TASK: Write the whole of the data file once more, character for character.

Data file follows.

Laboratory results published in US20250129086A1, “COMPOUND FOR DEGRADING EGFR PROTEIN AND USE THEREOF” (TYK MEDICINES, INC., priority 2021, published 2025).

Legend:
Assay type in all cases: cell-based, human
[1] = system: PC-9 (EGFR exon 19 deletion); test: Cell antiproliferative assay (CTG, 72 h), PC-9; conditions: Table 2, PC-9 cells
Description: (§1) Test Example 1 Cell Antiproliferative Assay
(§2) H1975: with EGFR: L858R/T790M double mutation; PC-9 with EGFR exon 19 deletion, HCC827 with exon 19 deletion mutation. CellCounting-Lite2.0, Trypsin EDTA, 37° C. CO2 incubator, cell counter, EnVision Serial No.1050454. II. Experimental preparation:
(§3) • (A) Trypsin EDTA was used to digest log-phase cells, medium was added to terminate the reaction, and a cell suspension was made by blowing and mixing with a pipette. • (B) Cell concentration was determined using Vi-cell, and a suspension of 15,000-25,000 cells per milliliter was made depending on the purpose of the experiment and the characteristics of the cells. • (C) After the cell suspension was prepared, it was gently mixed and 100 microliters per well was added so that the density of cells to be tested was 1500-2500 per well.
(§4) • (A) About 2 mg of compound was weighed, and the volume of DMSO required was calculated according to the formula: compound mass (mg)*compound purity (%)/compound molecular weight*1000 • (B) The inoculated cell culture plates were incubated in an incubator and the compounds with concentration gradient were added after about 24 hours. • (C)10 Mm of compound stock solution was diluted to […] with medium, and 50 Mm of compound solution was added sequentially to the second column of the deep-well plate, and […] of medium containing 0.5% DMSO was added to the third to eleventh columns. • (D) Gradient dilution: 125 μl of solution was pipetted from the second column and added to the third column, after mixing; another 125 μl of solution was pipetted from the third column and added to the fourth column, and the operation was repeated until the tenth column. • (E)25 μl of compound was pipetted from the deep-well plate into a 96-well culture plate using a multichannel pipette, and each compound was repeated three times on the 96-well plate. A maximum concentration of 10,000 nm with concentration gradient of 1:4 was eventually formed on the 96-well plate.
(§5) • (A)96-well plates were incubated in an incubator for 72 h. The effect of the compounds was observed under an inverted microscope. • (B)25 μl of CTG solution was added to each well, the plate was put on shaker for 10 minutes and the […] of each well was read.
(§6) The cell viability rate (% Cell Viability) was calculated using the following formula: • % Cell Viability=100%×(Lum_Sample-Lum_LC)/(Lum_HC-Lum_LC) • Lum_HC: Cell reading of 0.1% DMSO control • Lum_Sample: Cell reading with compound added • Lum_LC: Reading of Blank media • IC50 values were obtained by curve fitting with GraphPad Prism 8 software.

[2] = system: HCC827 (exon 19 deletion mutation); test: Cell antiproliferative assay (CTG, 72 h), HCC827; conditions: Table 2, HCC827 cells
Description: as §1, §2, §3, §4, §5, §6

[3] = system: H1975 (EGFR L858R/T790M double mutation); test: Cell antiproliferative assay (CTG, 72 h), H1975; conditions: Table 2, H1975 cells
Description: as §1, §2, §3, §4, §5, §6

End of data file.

Laboratory results published in US20250129086A1, “COMPOUND FOR DEGRADING EGFR PROTEIN AND USE THEREOF” (TYK MEDICINES, INC., priority 2021, published 2025).

Legend:
Assay type in all cases: cell-based, human
[1] = system: PC-9 (EGFR exon 19 deletion); test: Cell antiproliferative assay (CTG, 72 h), PC-9; conditions: Table 2, PC-9 cells
Description: (§1) Test Example 1 Cell Antiproliferative Assay
(§2) H1975: with EGFR: L858R/T790M double mutation; PC-9 with EGFR exon 19 deletion, HCC827 with exon 19 deletion mutation. CellCounting-Lite2.0, Trypsin EDTA, 37° C. CO2 incubator, cell counter, EnVision Serial No.1050454. II. Experimental preparation:
(§3) • (A) Trypsin EDTA was used to digest log-phase cells, medium was added to terminate the reaction, and a cell suspension was made by blowing and mixing with a pipette. • (B) Cell concentration was determined using Vi-cell, and a suspension of 15,000-25,000 cells per milliliter was made depending on the purpose of the experiment and the characteristics of the cells. • (C) After the cell suspension was prepared, it was gently mixed and 100 microliters per well was added so that the density of cells to be tested was 1500-2500 per well.
(§4) • (A) About 2 mg of compound was weighed, and the volume of DMSO required was calculated according to the formula: compound mass (mg)*compound purity (%)/compound molecular weight*1000 • (B) The inoculated cell culture plates were incubated in an incubator and the compounds with concentration gradient were added after about 24 hours. • (C)10 Mm of compound stock solution was diluted to […] with medium, and 50 Mm of compound solution was added sequentially to the second column of the deep-well plate, and […] of medium containing 0.5% DMSO was added to the third to eleventh columns. • (D) Gradient dilution: 125 μl of solution was pipetted from the second column and added to the third column, after mixing; another 125 μl of solution was pipetted from the third column and added to the fourth column, and the operation was repeated until the tenth column. • (E)25 μl of compound was pipetted from the deep-well plate into a 96-well culture plate using a multichannel pipette, and each compound was repeated three times on the 96-well plate. A maximum concentration of 10,000 nm with concentration gradient of 1:4 was eventually formed on the 96-well plate.
(§5) • (A)96-well plates were incubated in an incubator for 72 h. The effect of the compounds was observed under an inverted microscope. • (B)25 μl of CTG solution was added to each well, the plate was put on shaker for 10 minutes and the […] of each well was read.
(§6) The cell viability rate (% Cell Viability) was calculated using the following formula: • % Cell Viability=100%×(Lum_Sample-Lum_LC)/(Lum_HC-Lum_LC) • Lum_HC: Cell reading of 0.1% DMSO control • Lum_Sample: Cell reading with compound added • Lum_LC: Reading of Blank media • IC50 values were obtained by curve fitting with GraphPad Prism 8 software.

[2] = system: HCC827 (exon 19 deletion mutation); test: Cell antiproliferative assay (CTG, 72 h), HCC827; conditions: Table 2, HCC827 cells
Description: as §1, §2, §3, §4, §5, §6

[3] = system: H1975 (EGFR L858R/T790M double mutation); test: Cell antiproliferative assay (CTG, 72 h), H1975; conditions: Table 2, H1975 cells
Description: as §1, §2, §3, §4, §5, §6